Neil Anderson, Edinburgh
Travelling to Glasgow on the train today, the conductor helpfully highlighted the off peak trial that begins next week. However, I was surprised that his script made an unnecessary reference to how this is being “funded by the Scottish Government”.
This feels like a political promo and something that isn't needed in terms of the information being given to passengers.
Perhaps if a reference must be included they should say "it is being funded by you, the Scottish taxpayers”?
J Lewis, Edinburgh
Kenny MacAskill is quite right, we should have tourist taxes to help fund the badly needed local infrastructure (Perspective, 28 September).
Like him, my ancestors were from Lewis and I’ve seen the growth in tourism there and elsewhere, without any noticeable benefit to the local communities. After all, who would notice a small daily tourist tax, about the cost of a cup of coffee?
Let’s hope it becomes possible. Then we might have our city potholes repaired.
Fiona Garwood, Edinburgh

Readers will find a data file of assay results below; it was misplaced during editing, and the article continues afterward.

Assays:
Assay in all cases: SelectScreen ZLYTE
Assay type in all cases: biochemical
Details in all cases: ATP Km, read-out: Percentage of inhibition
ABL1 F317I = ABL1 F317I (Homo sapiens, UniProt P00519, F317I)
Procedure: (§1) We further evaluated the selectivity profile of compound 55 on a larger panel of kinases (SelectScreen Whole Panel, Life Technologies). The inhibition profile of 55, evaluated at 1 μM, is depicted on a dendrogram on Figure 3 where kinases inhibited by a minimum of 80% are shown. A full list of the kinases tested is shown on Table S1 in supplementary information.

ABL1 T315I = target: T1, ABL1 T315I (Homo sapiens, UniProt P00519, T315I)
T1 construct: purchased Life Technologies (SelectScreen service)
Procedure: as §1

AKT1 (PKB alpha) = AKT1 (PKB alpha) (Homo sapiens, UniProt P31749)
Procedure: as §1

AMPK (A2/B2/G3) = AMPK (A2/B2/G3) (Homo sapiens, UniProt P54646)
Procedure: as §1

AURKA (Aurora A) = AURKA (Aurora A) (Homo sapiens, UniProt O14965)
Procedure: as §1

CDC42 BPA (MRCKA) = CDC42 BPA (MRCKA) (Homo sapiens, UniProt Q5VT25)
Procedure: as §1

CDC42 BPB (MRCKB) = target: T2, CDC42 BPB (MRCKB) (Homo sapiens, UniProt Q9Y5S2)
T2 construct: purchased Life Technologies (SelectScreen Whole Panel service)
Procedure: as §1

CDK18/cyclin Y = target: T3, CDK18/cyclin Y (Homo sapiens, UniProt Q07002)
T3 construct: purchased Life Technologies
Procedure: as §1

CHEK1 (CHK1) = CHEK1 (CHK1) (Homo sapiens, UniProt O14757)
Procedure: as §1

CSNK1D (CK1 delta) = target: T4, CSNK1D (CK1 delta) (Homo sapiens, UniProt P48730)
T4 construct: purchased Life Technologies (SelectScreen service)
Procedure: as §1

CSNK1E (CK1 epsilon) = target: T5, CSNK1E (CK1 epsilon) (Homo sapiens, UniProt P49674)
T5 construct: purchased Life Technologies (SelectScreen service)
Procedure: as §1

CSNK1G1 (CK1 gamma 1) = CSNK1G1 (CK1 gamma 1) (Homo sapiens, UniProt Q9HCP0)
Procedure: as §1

There have recently been numerous letters/articles in this newspaper extolling the virtues of so-called green hydrogen as a replacement for fossil fuel energy.
Unfortunately none of these have included actual numbers, which are a prerequisite of any scientific/technical discussion. To produce, store and transport just one unit of hydrogen energy to the point of use requires the input of about 6 units of renewable energy.
In wind terms in GWh that means 9000 of the larger onshore turbines (2MW installed capacity with 33 per cent load factor) to replace the output of our remaining, and soon to be disposed of, nuclear power station at Torness with its hydrogen equivalent.
Green hydrogen may not produce greenhouse gases but it certainly has other environmental, and very costly, consequences – and let's not forget the energy “lost” in its production.
This may not add to global warming by the greenhouse effect but it certainly makes some small direct contribution, as does every other use of energy – but that's another story.
A McCormick, Terregles, Dumfries